It was two days until Christmas and over 36-hours since I had slept.

Sometimes things don’t work out like you plan.

There is a darkness at sea that can be hard to describe. It doesn’t take much moonlight to give a sailor enough light to see. But when the moon is gone and the stars are hidden by the clouds, the darkness is total. Blackness above and blackness below. The only illumination are the red and green navigation lights at the front of the boat that illuminate the spray of the water coming over the bow. On calm nights, there is little cause for concern. On clear, becalmed nights when the moon is absent, but the stars are shining and reflected in the glassy water, it can feel like your boat isn’t floating on an ocean but in space itself. The world is quiet and you find yourself drifting silently through space and time.

But that is not this night. Nights like this take concentration and endurance. Though the world around us may be shrouded in darkness, the waves that bear down upon us only build through the night.

To sail is to understand your relationship to the world, its rhythms and your own vulnerability. Sailing in heavy weather can be exhilarating. But, it is also inherently dangerous. A misstep can be fatal. With only water rising and falling as far as you can see in every direction, you get a deeper sense of how utterly alone you are. The International Space Station orbits 227 nautical miles above the earth’s surface. For a sailor alone in the ocean, seeing the ISS fly overhead may mean seeing the closest human beings to his location. While we carry radios and emergency beacons that can notify the coast guard of our location in an emergency, that is no guarantee anyone will come in time.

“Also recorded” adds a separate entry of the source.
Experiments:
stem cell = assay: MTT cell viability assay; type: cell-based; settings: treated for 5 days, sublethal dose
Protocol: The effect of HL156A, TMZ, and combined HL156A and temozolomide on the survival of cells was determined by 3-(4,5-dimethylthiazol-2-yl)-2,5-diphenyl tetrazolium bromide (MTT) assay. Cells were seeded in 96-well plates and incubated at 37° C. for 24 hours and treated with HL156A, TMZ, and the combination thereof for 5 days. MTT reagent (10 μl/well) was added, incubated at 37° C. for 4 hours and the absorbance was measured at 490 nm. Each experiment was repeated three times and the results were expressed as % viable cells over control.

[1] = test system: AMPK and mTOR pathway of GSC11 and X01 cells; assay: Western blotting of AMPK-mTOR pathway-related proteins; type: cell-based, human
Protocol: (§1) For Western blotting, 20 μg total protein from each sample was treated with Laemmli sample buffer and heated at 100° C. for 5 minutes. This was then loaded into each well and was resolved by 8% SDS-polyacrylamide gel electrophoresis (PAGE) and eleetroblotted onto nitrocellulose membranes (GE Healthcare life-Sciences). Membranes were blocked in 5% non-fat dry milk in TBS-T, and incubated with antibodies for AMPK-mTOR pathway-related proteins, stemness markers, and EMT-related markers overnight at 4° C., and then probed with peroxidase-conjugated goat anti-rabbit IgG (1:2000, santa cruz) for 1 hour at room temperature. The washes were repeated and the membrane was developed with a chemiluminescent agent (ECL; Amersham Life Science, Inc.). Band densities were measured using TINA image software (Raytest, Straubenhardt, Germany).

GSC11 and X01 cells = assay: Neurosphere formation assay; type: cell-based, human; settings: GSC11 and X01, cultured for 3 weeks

Every sailor should be prepared to self-rescue.

A good helmsman feels the waves and wind. Without instruments, without having to see the water, the boat becomes an extension of himself and he falls in step with the music of the sea. To fight the music is to invite disaster. To understand rhythm is to understand what comes next. To sail is to dance and the sailor and his boat become one on this living dance floor, moving to the beat of the ocean’s song. With his hands on her wheel, as if it were his lover’s waist, he feels the way she moves upon the water. In the darkness, her bow lifts as the wave comes and she rises over the crest. Her bow drops as she slides down into the trough, the wind heeling her over. He feels what the boat asks for and smoothly turns the wheel in response, never too much and never too little and always at the right moment, they move as one, so that their dance over the waves feels as natural as the sea itself.

Sometime in the middle of the night, exhausted and my shipmate still a huddled mass in his sleeping bag, the clouds broke and I could see the stars. But it was like I was seeing the stars with new eyes. I’d never seen them this clear. Then about an hour before dawn a crescent moon came up over the horizon and leaned against the gunnel rail as I held the wheel and just looked out over the moonlit sea and I realized everything was fine. It was more than fine. It was amazing. The boat, was doing exactly what she was built to do. But I realized that for the first time in this passage, I trusted the boat to keep me safe. I was still in a heavy sea, but this amazing vessel and I were dancing a beautiful dance until the sky on the eastern horizon turned purple with first light and then the orange of a beautiful sunrise.